The lamps aim to provide both mood and task lighting
Despite their differing sizes and shapes, the two lights are united by their distinctive composition that features crimped square metal pipes.
Bends were made in the metal tubing not by cutting and welding the pieces together, but by bending them with a powerful press.
The chandelier has eight spherical bulbs
“No two bends in the Knuckle series are alike,” the studio said. “Coercing metal into a form that it is specifically designed to resist is challenging at best.”
“The payoff is a streamlined process of forming aluminium tubing without the need to weld corners and angles.”
The aluminium used in the pieces contains 73 per cent recycled content, according to Taylor, whose goal is to eventually increase this to 100 per cent.
Conventionally, this type of tubing is used in the construction of shelving, storage, window frames, door frames and fencing.
Both lamps are made from aluminium
“Square aluminium piping is a ubiquitous construction material,” Taylor told Dezeen.
“It is standardised in size, it has a number of alloys for given applications, it’s light, strong, cheap, available everywhere and infinitely recyclable with great green credentials,” he added.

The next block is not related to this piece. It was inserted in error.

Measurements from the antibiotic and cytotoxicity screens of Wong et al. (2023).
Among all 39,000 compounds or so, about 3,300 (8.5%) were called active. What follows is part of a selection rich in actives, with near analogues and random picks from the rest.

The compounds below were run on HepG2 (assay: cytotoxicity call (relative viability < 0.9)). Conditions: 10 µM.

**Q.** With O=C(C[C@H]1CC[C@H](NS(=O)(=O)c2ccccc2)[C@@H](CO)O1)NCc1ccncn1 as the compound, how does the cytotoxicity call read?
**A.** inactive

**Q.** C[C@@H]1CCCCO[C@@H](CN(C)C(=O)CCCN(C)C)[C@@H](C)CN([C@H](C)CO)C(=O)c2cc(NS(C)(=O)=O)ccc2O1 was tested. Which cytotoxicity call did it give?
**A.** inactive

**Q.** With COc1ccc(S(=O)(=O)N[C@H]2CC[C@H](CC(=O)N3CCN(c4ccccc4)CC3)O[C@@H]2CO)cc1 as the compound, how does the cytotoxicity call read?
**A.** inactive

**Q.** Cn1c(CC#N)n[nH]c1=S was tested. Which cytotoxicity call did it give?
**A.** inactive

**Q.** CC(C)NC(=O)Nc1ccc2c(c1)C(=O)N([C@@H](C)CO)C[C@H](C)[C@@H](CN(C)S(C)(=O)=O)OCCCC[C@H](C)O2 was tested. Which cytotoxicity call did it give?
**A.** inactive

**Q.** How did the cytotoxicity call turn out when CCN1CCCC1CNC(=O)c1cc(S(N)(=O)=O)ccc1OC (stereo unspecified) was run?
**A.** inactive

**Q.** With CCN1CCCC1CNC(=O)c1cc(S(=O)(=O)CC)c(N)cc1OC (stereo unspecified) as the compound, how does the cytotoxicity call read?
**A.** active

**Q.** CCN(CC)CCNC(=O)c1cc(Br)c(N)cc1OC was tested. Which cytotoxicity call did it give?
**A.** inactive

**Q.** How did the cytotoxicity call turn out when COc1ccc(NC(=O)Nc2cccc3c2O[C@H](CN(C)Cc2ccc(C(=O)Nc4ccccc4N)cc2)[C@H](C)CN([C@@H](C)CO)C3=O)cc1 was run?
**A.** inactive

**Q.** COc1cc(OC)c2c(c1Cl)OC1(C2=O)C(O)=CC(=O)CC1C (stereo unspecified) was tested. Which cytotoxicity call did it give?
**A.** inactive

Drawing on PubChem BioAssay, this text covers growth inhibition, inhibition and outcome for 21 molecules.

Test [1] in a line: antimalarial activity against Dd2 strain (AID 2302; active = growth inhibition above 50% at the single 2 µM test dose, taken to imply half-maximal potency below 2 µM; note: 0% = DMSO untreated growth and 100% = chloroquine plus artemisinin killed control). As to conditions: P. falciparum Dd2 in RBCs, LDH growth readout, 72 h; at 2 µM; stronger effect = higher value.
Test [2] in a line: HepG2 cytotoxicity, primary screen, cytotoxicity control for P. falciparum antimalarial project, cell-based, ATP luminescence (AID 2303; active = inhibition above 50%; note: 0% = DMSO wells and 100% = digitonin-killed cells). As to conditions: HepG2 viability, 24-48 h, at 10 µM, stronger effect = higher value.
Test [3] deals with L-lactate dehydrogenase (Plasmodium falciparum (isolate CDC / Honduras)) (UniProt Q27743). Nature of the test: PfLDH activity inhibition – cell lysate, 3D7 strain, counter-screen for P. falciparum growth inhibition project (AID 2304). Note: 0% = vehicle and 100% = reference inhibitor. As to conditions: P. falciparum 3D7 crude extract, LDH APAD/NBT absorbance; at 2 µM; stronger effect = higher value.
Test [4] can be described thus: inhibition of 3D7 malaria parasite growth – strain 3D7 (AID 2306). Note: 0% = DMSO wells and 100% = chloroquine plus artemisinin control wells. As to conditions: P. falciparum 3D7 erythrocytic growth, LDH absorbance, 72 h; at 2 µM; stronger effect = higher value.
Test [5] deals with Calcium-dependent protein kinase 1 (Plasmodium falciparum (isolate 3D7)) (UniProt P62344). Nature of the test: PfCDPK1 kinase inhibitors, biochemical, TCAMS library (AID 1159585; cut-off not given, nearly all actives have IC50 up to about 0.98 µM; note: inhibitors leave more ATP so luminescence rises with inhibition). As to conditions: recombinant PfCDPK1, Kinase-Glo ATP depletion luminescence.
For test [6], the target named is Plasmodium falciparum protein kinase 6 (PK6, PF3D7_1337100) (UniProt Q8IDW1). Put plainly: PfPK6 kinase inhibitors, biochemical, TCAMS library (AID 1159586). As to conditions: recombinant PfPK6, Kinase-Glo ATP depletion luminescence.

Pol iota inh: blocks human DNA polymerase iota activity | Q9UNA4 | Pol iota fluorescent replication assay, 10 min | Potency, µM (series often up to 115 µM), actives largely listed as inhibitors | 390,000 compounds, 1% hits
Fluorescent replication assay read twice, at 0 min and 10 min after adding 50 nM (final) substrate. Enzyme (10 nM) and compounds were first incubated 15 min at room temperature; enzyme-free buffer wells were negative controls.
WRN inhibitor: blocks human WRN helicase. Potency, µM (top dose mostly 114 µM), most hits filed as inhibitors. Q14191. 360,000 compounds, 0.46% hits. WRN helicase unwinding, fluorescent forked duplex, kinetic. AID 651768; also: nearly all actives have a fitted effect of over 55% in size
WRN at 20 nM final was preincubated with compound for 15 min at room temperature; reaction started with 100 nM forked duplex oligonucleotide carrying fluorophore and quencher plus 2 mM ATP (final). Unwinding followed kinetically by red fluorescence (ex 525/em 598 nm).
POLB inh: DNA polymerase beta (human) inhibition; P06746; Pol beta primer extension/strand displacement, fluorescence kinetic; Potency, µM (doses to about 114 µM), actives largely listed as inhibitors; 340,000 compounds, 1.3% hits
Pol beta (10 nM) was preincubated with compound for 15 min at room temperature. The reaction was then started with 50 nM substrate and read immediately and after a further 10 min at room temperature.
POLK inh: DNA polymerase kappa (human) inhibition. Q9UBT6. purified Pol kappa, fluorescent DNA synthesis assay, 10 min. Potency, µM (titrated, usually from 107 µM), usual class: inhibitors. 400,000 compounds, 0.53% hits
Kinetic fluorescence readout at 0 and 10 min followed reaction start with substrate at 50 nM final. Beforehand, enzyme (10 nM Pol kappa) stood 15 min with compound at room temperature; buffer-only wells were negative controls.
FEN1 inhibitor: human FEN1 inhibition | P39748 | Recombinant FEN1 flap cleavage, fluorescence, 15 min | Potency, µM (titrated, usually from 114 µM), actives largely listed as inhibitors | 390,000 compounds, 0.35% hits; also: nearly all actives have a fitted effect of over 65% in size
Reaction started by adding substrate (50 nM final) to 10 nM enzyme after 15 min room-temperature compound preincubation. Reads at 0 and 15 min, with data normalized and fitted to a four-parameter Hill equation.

“Aluminium pipe could possibly be the world’s most anonymous material but that doesn’t mean you can’t make outstanding work from it.”
Crimped corners add visual interest
Taylor applied a brushed effect to the metal’s surface to soften the sharp corners and flat planes, an effect that is furthered by their frosted, globe-shaped bulbs.
The table lamp has one orb-like bulb and the chandelier has eight, all of which were designed to emit a warm, soft glow that would contrast their industrial bodies.
The bends are deceptively challenging to form
“We wanted an object that was strong and confident enough to tell its own story regardless of its surroundings,” Taylor said.
“Knuckle is built to the highest quality specs using the best material available with an ambition to become a sought-after example of early 21st-century design for the antique buffs of the 22nd century.”
Other inventive lighting published on Dezeen include a lamp shade made from mushroom mycelium by Myceen and a solar-powered lamp by Sunne that converts sunlight into mood lighting.
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